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Book: The Face In The Frost

March 28, 2008
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Another instance of having to show an inferior version of the cover! The one I got from the library was a much better cover with an original illustration from the book and a nice dun color. Oh well. I’m picky about book covers.

However, this is not about the cover, it’s about the book. After waiting THREE MONTHS for this to come through inter-library loan, I finally was able to pick it up and immediately dived in. This written for adults, unlike the majority of Bellairs’ work. Frankly, except that some of the scenes are a little more intellectually frightening than his YA work, I didn’t notice much difference (and that’s a good thing, because his YA writing is so excellent already). It was, as are all his books, charming, amusing, scary, surprising, quirky, funny and spooky. The characters are ‘characters’ — also charming, quirky, surprising, etc. The story was simple and yet a slow-revealed mystery (actually, a little confusing, but I loved the writing so much I didn’t really care).

Apparently this book is recommended reading for the Dungeons and Dragons set. I’ve never played a game of D&D (my geekery doesn’t extend quite that far) but since it’s all about wizards and spells and checking your manual, I can see why.

I’m terrible at book synopses but here’s a quick stab:

Prospero (“and not the one you’re thinking of”) is a wizard in a small kingdom. He has a friend, Roger Bacon, also a wizard (and possibly a monk). Strange things start to happen at Prospero’s house — unexplained fears, spooky happenings, voices in the night. Roger Bacon appears with a tale (about an evil magic book) that sends them on a journey to find an evil wizard from Prospero’s past, who is throwing about terrible spells, working up to some horrible as-yet-unknowable end, and they must defeat him (somehow). It’s all very mysterious. However, the journey is so much fun, I didn’t really care that the details didn’t make much sense (I think I’d need to read the book again to get it all straight).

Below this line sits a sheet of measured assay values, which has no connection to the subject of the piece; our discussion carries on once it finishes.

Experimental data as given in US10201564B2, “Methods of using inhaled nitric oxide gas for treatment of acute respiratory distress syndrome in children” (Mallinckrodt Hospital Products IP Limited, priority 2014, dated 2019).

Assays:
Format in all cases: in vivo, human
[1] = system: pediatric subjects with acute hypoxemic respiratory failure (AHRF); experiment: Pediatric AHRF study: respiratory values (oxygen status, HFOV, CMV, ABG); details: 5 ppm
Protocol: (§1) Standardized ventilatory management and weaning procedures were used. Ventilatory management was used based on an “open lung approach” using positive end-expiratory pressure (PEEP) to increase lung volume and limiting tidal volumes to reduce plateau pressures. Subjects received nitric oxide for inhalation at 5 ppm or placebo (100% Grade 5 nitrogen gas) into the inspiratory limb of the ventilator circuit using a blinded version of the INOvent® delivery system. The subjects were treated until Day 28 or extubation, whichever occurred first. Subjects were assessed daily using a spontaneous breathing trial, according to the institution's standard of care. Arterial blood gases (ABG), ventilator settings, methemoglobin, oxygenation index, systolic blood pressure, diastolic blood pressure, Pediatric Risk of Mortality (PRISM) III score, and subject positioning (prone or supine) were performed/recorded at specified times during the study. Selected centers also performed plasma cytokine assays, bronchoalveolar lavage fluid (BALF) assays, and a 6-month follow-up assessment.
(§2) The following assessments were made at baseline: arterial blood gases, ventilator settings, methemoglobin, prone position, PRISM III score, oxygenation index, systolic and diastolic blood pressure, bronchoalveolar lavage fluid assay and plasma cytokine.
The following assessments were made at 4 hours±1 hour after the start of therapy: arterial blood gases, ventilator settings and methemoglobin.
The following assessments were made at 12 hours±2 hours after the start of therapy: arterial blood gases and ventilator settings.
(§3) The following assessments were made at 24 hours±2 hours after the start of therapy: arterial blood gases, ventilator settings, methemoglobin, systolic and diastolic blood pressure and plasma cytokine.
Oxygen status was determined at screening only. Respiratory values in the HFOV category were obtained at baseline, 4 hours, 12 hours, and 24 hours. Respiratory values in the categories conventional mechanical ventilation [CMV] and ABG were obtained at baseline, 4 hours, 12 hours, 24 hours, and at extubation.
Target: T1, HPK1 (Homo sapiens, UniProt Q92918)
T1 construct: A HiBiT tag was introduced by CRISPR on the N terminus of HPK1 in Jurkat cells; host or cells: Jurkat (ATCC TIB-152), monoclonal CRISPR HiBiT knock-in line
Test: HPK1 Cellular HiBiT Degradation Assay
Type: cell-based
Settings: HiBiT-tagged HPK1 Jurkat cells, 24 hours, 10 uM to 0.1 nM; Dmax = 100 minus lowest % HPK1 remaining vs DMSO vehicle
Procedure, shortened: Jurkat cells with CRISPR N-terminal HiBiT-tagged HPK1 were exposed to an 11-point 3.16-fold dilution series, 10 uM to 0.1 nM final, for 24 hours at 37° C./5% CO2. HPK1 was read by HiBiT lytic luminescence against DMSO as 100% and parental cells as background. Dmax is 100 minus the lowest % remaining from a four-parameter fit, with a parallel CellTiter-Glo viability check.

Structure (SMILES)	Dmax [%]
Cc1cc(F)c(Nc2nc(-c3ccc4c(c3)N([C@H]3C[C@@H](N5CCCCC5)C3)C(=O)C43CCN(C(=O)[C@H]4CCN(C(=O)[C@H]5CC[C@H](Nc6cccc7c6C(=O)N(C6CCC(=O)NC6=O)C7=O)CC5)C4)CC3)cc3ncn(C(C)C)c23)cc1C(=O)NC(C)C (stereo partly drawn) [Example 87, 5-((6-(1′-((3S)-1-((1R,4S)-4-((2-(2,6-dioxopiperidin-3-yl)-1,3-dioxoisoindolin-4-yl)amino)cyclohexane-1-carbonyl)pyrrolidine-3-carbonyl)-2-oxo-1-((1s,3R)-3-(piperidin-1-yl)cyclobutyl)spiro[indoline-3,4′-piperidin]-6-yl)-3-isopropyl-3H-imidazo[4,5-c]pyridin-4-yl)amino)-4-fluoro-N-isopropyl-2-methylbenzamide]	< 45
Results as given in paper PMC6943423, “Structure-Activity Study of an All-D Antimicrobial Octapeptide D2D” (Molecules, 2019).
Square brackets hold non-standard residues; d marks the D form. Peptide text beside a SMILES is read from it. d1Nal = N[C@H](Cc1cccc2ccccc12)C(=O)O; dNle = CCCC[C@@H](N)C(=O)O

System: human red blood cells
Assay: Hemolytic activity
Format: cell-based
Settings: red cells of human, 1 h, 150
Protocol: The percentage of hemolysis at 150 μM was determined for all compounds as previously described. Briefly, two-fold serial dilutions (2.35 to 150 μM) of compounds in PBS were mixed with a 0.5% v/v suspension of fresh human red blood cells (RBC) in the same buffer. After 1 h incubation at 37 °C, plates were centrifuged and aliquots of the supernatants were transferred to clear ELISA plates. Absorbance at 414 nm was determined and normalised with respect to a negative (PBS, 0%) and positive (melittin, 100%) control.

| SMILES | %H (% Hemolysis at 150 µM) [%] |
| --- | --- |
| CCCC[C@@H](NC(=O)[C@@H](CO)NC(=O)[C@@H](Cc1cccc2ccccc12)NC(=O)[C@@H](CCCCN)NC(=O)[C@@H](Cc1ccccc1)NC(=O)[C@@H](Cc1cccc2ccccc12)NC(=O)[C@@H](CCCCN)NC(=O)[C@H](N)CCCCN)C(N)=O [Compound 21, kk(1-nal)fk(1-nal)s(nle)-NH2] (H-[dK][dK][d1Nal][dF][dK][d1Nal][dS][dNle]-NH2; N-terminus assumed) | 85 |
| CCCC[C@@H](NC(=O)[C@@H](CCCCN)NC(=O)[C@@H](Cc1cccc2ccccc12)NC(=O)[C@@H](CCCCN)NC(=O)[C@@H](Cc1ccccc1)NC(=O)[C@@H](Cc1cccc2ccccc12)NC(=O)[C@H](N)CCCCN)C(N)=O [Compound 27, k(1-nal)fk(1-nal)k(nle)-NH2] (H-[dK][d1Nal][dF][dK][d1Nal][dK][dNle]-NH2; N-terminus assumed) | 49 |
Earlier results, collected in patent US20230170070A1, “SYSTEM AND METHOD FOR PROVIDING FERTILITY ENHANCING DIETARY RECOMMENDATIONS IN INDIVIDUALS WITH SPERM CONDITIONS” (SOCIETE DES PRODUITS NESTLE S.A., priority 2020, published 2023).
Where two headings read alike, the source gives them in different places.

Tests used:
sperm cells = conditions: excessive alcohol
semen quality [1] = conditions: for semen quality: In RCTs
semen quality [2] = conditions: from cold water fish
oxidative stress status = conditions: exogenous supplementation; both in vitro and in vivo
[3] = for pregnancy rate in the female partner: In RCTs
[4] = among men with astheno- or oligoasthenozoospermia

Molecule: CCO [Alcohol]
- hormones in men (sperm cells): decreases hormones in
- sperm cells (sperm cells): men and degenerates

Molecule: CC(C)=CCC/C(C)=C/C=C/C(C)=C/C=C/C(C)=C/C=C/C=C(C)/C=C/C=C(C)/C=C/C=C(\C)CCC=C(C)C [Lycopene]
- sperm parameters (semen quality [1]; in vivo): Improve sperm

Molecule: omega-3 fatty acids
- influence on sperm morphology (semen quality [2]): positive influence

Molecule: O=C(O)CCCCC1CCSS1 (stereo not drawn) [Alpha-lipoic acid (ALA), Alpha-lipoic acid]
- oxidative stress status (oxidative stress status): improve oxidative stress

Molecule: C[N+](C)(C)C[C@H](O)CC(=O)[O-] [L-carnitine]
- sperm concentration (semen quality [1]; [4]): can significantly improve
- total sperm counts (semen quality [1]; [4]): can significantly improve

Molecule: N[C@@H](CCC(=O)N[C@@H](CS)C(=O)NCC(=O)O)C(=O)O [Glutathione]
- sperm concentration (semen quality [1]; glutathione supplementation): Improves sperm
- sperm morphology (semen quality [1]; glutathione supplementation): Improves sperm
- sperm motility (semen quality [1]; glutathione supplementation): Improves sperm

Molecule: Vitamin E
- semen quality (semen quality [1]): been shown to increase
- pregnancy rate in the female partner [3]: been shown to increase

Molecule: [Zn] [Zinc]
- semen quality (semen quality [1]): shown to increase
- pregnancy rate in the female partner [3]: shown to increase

Anyway. They go on this journey, falling frequently into truly nightmarish situations. For all the lightness and humor that Bellairs’ writing brings, there is some very scary stuff here. For instance — Prospero spends a night in a small strange town. The inn is oddly flat — no storytelling in the pub, no travel-worn strangers. In the middle of the night something awakens him, and he is filled with inexplicable fear. He goes out in the hall, and starts exploring. Soon he finds that all the doors are sealed shut, except the innkeeper’s door. He opens it, and finds the innkeeper standing stock-still, mumbling slurred words mechanically. As he watches, he notices that her eyes are gone, and then her entire face and body start to melt. He runs away (wouldn’t you??) and as he flees down the stairs, the entire inn starts melting nightmarishly. In other scenes, horrifying faces appear in frosted windows, souls are trapped beneath their graves, and disembodied lights follow Prospero in the darkness.

It could sound silly, and maybe it is. But with his characteristic combination of light and dark, humor and levity, somehow Bellairs makes it all work.

One small thing that bothered me (and I’ve noticed it in a few of his other books) — people are always pulling out matches and lighters and things that they just happen to have in their pockets at just the right times — even if it’s been previously stated that they have just run out of matches, or that all they have with them is a book and a cane (no mention of matches). Call me nit-picky, but aren’t you supposed to previously reference stuff like that?

No matter. The book was worth the wait. The plot didn’t make a whole lot of sense to me, but that didn’t really matter because I loved every page of it regardless. While I really enjoy and appreciate his young adult works, it is a pity that he was not able to continue writing for adults, since I think we missed out on some amazing novels. However, Johnny Dixon will have to suffice. I think I need another Johnny fix.

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